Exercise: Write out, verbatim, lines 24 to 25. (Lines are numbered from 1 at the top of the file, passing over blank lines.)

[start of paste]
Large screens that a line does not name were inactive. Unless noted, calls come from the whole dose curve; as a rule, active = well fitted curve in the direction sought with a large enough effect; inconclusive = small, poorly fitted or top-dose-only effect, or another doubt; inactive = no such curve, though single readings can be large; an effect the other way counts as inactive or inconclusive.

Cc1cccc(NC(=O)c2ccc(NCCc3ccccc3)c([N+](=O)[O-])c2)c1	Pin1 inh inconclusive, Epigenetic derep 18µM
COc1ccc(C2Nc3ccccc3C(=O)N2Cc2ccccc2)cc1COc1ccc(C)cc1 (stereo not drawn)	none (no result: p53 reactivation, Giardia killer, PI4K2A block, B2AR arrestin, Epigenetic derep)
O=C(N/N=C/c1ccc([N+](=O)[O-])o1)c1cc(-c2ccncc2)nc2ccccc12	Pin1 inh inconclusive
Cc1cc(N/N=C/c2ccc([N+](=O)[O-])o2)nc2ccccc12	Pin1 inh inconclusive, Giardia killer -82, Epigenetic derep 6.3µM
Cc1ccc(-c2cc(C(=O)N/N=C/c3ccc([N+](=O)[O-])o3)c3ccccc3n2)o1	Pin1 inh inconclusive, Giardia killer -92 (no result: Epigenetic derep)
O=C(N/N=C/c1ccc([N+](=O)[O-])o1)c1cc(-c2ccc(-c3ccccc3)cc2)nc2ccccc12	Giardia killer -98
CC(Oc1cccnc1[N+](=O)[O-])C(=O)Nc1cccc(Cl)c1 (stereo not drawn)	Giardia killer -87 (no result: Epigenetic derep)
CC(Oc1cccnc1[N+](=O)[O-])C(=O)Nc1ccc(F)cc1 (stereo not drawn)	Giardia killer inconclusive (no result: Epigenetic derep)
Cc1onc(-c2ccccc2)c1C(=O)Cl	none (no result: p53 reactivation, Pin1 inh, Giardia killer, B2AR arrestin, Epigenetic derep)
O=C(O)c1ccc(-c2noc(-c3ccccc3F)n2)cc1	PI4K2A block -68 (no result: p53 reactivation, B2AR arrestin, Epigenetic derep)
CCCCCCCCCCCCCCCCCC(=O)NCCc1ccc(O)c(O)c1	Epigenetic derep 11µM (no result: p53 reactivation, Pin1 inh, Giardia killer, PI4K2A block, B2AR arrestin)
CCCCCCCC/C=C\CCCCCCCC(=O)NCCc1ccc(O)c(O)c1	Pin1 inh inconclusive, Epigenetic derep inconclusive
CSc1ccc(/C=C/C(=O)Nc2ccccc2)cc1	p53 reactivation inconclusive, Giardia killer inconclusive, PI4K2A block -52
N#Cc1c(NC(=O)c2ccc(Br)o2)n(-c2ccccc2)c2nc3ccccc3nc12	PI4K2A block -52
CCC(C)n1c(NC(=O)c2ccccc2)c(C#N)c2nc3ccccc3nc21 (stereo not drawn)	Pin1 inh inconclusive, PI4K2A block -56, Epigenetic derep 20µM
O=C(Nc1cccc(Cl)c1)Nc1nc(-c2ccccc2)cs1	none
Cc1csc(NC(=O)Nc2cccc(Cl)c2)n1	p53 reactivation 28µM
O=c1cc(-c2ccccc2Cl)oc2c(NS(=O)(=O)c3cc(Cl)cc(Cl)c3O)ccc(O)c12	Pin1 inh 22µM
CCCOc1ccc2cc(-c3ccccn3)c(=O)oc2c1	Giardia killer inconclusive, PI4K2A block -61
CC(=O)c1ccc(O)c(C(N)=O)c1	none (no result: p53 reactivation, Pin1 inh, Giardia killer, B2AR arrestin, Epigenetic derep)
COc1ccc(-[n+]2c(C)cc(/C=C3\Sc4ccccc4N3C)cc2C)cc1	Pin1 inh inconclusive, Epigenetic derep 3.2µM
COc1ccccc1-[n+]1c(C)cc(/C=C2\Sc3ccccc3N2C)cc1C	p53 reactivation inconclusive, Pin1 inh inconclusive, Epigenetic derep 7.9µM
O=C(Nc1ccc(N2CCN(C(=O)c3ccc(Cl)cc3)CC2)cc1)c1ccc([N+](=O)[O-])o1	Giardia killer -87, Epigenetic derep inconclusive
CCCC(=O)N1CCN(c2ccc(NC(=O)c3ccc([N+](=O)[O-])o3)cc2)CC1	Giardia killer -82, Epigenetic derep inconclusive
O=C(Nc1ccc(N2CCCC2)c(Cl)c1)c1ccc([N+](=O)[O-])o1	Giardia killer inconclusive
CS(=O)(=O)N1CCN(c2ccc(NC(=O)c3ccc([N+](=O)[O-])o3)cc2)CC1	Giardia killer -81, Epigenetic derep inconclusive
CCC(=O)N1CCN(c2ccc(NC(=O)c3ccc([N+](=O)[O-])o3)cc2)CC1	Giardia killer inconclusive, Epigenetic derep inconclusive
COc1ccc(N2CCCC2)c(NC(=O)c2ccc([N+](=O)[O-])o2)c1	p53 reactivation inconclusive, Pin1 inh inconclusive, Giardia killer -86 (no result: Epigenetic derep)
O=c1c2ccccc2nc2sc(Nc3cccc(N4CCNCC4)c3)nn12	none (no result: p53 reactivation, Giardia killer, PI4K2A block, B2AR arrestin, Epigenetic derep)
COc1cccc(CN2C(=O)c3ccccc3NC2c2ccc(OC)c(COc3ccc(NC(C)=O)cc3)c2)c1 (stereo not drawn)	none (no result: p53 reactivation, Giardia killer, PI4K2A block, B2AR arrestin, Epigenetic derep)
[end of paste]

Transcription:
O=C(Nc1ccc(N2CCN(C(=O)c3ccc(Cl)cc3)CC2)cc1)c1ccc([N+](=O)[O-])o1	Giardia killer -87, Epigenetic derep inconclusive
CCCC(=O)N1CCN(c2ccc(NC(=O)c3ccc([N+](=O)[O-])o3)cc2)CC1	Giardia killer -82, Epigenetic derep inconclusive